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Crosby & Nash

Review of their gig in Vicar Street, Dublin, 1 March 2005

Crosby and NashReview Snapshot:
I've never been this impressed at a gig before. I spent the first hour or so in complete shock, beatific amazement, and child like wonder. Their enthusiasm and love of the material comes across like no one else I've ever seen. They hug each other at the end of a great song, knowing what they've done and all I can do is gaze, stunned. I've heard the Harlem Gospel and loved every minute of it, but if there is a God, this is how he intended man to sound. As the old saying goes, "if there's anything better He kept it for himself."

The CLUAS Verdict? 8 out of 10

Full review: I didn't quite know what to expect coming into this gig. I first got turned onto Crosby, Stills and Nash a few years ago when my Dad gave me a present of the Jefferson Airplane's "Surrealistic Pillow" and 3 Doors albums, and I started to get turned on to the "San Francisco Sound." My first listen to CSN's debut album was mind blowing. Suite: Judy Blue Eyes, Helplessly Hoping, Long Time Gone, all amazing tunes, and those harmonies. Beautiful.

But what effect had time, drug addiction (and the accompanying redemption) done to the musicians. The only solo album I have is "If I could only remember my name" a 1970 album by Crosby, and it is patchy at best.

Any fears I had were quashed as soon as the band walked on stage, relaxed, friendly and most definitely in control. They kicked the show off with a rousing version of "Military Madness" the song with which they open all their European shows, to let us know that they are from the "other half of America... hey it's embarrassing!" The musicianship was outstanding, with lead guitar supplied by Steely Dan's Rick Derringer, but I had come to hear the harmonies, and wow. I was in awe. I don't think I have ever heard anything sound so perfect. It could almost be described as angelic, but that's a bit of a misnomer when you're singing about the killings at Ohio State (Military Madness), the joys of a good joint (Marrakesh Express), or just with almost 20 years of crack cocaine addiction behind you (Crosby).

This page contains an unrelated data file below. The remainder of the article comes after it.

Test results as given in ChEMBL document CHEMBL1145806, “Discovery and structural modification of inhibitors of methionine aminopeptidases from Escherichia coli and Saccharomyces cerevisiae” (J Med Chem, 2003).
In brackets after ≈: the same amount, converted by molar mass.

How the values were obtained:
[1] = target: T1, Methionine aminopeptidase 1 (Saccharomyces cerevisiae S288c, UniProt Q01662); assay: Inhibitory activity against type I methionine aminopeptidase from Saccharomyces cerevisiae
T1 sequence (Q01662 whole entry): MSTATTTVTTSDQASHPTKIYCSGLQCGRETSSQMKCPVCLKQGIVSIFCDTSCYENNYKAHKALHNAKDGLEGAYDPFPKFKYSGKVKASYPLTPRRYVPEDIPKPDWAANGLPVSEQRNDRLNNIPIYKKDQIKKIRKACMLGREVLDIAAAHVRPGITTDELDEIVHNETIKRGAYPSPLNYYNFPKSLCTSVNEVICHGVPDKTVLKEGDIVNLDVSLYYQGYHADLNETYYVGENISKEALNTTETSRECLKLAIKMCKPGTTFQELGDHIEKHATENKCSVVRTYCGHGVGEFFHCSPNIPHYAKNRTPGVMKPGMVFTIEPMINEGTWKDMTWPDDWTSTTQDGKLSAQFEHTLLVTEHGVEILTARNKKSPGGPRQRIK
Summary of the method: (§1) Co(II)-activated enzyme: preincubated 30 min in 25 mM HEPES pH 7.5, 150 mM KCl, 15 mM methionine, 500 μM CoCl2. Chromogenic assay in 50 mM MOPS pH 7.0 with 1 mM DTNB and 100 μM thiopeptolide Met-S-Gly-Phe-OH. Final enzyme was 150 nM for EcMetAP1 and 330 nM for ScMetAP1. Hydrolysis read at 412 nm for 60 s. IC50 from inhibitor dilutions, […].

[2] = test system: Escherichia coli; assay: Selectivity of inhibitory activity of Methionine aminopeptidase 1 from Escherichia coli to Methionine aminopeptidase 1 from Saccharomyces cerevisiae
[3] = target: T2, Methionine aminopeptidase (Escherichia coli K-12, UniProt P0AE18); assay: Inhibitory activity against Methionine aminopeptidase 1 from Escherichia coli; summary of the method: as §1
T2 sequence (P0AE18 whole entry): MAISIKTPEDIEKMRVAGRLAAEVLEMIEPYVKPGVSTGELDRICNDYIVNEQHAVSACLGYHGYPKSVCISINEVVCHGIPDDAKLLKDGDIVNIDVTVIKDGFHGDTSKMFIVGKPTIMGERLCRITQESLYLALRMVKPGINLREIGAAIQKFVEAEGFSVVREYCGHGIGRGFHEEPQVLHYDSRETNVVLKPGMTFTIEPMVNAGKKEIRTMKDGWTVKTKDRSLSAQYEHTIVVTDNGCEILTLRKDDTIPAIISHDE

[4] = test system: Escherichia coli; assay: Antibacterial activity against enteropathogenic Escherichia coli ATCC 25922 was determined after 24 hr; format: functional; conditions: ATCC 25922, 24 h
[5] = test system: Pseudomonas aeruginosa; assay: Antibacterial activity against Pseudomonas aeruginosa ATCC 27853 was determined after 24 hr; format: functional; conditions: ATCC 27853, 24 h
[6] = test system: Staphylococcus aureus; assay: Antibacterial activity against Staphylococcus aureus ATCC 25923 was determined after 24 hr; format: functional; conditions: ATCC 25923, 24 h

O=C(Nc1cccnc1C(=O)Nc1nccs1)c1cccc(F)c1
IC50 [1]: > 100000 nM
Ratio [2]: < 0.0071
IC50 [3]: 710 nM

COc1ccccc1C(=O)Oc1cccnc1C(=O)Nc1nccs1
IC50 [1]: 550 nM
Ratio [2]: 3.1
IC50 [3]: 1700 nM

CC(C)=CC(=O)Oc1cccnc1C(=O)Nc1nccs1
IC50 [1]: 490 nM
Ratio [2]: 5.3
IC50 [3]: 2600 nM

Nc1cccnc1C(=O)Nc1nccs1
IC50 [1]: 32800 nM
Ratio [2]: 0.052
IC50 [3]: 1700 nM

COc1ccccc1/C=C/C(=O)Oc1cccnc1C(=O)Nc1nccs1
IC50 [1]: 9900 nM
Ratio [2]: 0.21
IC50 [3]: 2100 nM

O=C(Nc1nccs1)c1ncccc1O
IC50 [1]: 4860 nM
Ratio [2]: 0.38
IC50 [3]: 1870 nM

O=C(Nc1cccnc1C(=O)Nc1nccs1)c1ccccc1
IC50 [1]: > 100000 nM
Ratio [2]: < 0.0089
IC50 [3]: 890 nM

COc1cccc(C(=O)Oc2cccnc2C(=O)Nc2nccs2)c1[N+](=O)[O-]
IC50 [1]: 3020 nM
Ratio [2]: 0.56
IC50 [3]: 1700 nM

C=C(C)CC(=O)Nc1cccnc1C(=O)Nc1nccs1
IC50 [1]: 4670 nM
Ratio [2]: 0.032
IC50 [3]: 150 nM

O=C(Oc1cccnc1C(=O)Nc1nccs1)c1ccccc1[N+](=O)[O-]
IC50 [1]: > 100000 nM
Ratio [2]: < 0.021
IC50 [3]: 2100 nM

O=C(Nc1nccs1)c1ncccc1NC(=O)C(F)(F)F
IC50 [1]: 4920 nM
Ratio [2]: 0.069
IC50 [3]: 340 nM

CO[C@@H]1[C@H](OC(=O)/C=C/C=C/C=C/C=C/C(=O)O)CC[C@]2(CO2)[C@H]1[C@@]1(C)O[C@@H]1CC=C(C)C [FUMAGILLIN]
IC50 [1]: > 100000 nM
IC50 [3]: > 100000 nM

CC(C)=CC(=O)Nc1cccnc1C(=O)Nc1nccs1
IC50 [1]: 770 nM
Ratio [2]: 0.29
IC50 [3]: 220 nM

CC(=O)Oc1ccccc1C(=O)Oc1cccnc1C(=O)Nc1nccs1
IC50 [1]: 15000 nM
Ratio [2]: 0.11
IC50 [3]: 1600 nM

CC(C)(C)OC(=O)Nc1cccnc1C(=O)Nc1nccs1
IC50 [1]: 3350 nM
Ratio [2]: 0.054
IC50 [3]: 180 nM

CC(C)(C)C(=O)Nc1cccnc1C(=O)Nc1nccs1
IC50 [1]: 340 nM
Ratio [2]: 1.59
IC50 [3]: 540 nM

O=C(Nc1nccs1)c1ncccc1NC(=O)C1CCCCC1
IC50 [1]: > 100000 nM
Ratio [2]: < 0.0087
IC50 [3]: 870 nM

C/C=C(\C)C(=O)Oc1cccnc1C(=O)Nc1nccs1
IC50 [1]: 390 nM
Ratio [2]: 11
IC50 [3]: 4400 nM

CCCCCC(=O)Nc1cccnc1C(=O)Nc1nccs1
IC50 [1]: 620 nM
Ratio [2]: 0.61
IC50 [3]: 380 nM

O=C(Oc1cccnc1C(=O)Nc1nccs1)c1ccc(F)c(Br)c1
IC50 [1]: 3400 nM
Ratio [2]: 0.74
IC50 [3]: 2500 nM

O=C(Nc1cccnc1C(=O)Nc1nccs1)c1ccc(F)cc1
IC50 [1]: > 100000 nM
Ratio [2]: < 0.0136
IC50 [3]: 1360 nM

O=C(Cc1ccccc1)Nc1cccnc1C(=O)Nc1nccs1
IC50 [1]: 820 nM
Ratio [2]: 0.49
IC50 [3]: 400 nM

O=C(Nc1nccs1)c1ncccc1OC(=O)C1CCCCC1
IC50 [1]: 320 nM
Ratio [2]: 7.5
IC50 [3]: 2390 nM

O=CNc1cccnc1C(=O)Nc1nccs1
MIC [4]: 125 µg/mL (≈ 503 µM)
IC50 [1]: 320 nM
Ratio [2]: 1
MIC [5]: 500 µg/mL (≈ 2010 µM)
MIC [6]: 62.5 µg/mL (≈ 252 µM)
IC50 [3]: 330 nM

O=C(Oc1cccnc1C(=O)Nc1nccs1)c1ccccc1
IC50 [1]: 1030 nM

I spent the first half of the show in stunned admiration, absolutely astounded. That's not to say it was perfect however, some of their new songs weren't quite up to scratch. I'm not saying they were bad, not by any means, but while they were expertly written and lovingly performed they quite often lacked that certain "edge." For this reason I think that the show good as it was, would be incomparable to a CSN or CSNY show. The virtuosity and grit added by Stills and Young would have gone a long way tonight, not to mention that I would have heard "Suite: Judy Blue Eyes."

Highlights of the night were "Long Time Gone" "Almost Cut My Hair" and the excruciatingly beautiful "Guinnevere." I've always loved Long Time Gone, but Guinnevere never really did it for me on record, it was just another "nice" song, never really transcending the medium. But holy shit, this was amazing. The entire venue fell silent, legitimate "shock and awe", and even at the end of the song there was a deadly quite, an intake of breath, before reality hit home and the applause broke out.

All in all, it was an exceptional gig. The harmonies were out of sight, the crowd interaction and the musicians' love of the material was uplifting, indeed my only regret was that I couldn't fire up a joint during the intermission (see note below). Well worth the 50 euro, even if it has killed my social life for the next month. If you get a chance to see them, do. 

Daragh Murray

(bullet) Note: Excuse us as we state the obvious but Mr. Murray's reference in the final paragraph above to 'firing up a joint' was tongue in cheek, an ironic reference to the new smoking legislation introduced in Ireland in 2004. A website that advocates good family-values, we wish to take the opportunity to remind y'all that CLUAS does not condone nor encourage the use of soft drugs. Or hard ones for that matter.
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